Swing my burdens away

swinghairRecently I had my hair cut. I’d been growing it for months and it had gotten quite long. My hair grows thick and heavy (both a blessing and a curse) and I’d simply had enough of the weight of those long locks, so I decided to chop chop. My hairdresser, Ellen, convinced me not to go completely short though, to leave enough length to be able to still tie it back on hot days, and suggested she take off about three inches.

Almost immediately after she made the first cuts, I felt lighter. I swung my head this way and that. It felt good to be so less encumbered.

On my walk the next morning, with my hair swinging in the breeze, it occurred to me that the feeling of lightness I was experiencing could be a metaphor for the sense one experiences when they let go of their burdens and concerns. I have been weighed down with various stresses and worries of late, finding it a challenge from day to day to put anxieties aside and mindfully experience life in the moment. As unlikely as it may seem, swinging my hair made me feel better, as if I was flinging my stresses away while the lightness of my hair helped my mind to feel less weighted.

I know this is a temporary feeling, and quite fanciful. The matters causing me stress don’t disappear just because my hair is shorter. My hair will grow again. But for now, when I feel troubled I will simply swing my hair this way and that, and I will feel better.

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Back in the author’s chair

homeworkaI’ve been on a long hiatus from writing, from posting blogs, from doing anything close to being “authorly.” For many months I have allowed life to get in the way of my muse. Travel, guests, weather, family, painting, music–I can come up with any number of justifications and they would all be valid. However, if I am to be completely honest, I must own up to the fact that I simply did not sit myself at my desk, tune out all distractions, and write.

The main difference between people who accomplish things and those who don’t is the actual doing of what it takes to attain their goals. Once upon a time I was that person who did what it took, who was disciplined about writing, who worked diligently on completing novels. But lately (heck, this whole year! How did it get to be October already, by the way?) I’ve been one of those people who only think about writing that book, who goes to the computer to write and spends hours doing anything but.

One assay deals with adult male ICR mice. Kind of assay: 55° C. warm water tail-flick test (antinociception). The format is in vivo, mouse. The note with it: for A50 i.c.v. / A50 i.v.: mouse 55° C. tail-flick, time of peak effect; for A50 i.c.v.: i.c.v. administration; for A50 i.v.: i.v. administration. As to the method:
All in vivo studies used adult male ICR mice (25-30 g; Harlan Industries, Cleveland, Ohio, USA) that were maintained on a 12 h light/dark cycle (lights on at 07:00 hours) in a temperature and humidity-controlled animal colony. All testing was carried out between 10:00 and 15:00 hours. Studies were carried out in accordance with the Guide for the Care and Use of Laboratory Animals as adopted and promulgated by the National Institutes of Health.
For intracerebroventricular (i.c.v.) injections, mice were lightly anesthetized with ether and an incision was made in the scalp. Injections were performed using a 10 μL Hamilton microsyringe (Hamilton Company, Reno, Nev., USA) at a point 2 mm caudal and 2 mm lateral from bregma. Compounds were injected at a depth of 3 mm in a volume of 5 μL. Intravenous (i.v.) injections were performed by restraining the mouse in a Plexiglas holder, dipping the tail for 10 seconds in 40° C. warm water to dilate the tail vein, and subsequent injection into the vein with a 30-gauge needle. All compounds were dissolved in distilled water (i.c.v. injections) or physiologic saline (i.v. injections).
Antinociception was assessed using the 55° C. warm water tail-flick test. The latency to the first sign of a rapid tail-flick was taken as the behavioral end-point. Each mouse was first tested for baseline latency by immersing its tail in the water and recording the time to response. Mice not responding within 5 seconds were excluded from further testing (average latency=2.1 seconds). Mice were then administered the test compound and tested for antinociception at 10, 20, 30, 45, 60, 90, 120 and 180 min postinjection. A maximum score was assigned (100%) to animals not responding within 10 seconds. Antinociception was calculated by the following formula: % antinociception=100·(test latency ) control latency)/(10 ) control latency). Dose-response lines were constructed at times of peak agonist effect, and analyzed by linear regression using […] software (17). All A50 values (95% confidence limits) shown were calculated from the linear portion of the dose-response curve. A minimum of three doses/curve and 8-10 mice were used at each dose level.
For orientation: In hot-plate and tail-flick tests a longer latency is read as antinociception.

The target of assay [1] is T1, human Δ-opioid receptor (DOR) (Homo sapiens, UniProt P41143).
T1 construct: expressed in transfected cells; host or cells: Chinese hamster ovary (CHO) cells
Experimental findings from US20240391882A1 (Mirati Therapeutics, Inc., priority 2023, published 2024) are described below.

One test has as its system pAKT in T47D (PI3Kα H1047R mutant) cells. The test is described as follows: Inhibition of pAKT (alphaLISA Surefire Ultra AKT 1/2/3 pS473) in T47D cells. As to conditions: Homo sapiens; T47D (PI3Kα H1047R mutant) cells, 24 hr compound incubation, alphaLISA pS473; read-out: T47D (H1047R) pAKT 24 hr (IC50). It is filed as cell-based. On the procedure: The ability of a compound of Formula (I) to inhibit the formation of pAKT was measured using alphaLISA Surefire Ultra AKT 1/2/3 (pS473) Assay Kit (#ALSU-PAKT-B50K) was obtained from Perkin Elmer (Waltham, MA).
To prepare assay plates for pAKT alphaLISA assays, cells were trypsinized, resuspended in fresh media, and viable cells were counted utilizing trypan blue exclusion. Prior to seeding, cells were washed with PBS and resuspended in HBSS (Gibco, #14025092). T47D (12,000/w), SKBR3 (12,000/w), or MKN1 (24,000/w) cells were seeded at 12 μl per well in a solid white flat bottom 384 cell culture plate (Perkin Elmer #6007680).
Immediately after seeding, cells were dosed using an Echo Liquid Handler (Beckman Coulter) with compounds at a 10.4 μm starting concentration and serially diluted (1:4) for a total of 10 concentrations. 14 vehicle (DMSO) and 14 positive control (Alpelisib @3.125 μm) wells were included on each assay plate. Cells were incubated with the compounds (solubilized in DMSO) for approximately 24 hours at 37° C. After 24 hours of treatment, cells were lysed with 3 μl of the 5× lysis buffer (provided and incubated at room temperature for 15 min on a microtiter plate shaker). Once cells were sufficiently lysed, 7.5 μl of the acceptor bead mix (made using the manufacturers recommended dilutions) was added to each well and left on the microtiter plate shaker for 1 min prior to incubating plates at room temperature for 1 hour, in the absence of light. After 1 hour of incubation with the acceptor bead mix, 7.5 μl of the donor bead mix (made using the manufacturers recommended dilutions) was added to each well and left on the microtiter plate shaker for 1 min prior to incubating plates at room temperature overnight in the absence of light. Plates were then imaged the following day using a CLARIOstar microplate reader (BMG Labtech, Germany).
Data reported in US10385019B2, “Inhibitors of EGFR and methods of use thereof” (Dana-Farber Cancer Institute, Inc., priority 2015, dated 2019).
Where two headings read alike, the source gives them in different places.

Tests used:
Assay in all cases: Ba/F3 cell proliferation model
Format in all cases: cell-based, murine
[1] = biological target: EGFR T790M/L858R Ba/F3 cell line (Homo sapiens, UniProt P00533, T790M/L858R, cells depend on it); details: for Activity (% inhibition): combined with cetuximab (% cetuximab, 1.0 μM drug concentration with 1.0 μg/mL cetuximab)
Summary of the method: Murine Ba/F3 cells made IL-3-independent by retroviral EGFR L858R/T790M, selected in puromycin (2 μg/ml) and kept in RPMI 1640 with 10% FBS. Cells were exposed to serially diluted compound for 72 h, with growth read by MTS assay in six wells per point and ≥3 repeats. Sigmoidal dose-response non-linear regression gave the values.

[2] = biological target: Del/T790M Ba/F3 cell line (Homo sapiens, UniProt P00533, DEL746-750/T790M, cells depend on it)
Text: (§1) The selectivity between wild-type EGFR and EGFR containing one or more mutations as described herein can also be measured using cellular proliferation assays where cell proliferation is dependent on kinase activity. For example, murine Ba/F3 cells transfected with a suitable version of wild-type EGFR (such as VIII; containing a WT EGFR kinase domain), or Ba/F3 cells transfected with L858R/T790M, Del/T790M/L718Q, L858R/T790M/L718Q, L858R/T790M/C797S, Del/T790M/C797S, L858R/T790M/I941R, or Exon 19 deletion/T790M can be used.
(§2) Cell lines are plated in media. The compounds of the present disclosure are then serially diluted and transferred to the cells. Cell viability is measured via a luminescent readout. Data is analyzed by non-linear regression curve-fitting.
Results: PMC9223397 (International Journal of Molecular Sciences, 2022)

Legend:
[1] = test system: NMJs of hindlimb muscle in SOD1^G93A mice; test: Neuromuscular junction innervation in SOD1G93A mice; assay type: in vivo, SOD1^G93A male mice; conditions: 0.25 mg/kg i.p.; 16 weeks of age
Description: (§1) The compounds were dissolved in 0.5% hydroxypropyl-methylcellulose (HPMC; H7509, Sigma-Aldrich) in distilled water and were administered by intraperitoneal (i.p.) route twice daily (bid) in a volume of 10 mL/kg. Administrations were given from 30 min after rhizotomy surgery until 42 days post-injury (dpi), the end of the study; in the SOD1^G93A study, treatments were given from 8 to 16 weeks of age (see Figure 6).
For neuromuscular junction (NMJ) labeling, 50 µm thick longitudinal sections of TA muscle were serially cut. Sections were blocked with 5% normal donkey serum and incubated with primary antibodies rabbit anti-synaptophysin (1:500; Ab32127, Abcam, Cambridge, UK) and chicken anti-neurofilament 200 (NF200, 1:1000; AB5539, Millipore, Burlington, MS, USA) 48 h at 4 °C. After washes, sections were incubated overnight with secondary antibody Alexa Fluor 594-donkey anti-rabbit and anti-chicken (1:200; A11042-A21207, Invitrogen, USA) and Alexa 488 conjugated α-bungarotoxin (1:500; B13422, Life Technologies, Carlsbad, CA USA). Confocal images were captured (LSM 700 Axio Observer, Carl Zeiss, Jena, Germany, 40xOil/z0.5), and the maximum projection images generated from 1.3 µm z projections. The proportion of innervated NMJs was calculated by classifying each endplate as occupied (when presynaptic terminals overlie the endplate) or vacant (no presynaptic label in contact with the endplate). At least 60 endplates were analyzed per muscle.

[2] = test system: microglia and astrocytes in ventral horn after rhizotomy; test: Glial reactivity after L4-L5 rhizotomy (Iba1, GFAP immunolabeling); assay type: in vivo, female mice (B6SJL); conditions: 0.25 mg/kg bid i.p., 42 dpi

This morning I resolved to decide if I want to write another book or not. It was time to pull out my writing folder, read through the nineteen different first chapters I’ve written, pick one, and get to work. (Yes, I have the beginnings of nineteen novels in my folder. A few have as many as 50 pages into the story. And some of them are pretty good, if I do say so myself.)

So I’m back in the author’s chair and we’ll see where it takes me.


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So long Nicole

screen-shot-2016-10-17-at-1-17-32-pmIt almost seems like old news even though it was only four days ago, but I thought I’d share a bit about our experience with Nicole (you remember that category 3 hurricane that hit Bermuda on Thursday?). We were without electricity for three days, so I’ve only just now sat down at my computer to post a blog.

Thursday was a scary, unsettling day to be sure. In the beginning when Nicole first arrived, we still had power and Internet. It was both comforting and entertaining to stay in touch with fellow islanders via Facebook to keep track of how things were going on their part of the island. And we had a Facetime chat with our granddaughter and daughter, which was a great distraction from the howling winds and torrential rain.

Our power went out mid-morning. Having lost contact with the world outside our walls, we sat tight in the house while the wind and rain wreaked havoc around us. Little air circulation, because of course we couldn’t open any windows and no electricity to power the ceiling fans. The storm shutters were closed, so the light in the house was gloomy. Not a fun day; however I did manage to read a whole book. I would have started another but my iPad’s battery died.

When the eye was upon us, after about 4 hours, we had some relief. It’s kind of eerie how everything suddenly goes silent after noisy howling through our fireplace and the cacophony outside. We were able to go out and get some air, see what damage had occurred in the first half, connect with the neighbours who were also outside for some air. After about an hour, the wind started picking up again and we all went back in for the second onslaught, which on our side of the island was worse. By 5:00 it was over and we opened the shutters and windows. 

We went for a walk along our little road. Here are a few photos of the mess Nicole left behind for some of our neighbours:


img_2629    img_2639

The next day we spent a few hours cleaning up the debris around our house. We moved the kayaks back outside, swept up the patio, paths, and steps, washed the windows, walls, car, and scooters. This is what a car looks like after a hurricane (and the walls and windows of houses too!), full of bits of leaves, twigs, grass, all glued to the surface with salt water spray from the ocean.


Outside there is now a lovely aroma that reminds me of autumn in Ontario, that scent of fallen and decaying leaves. With the temperatures having cooled, and the humidity broken, it actually feels and smells like fall.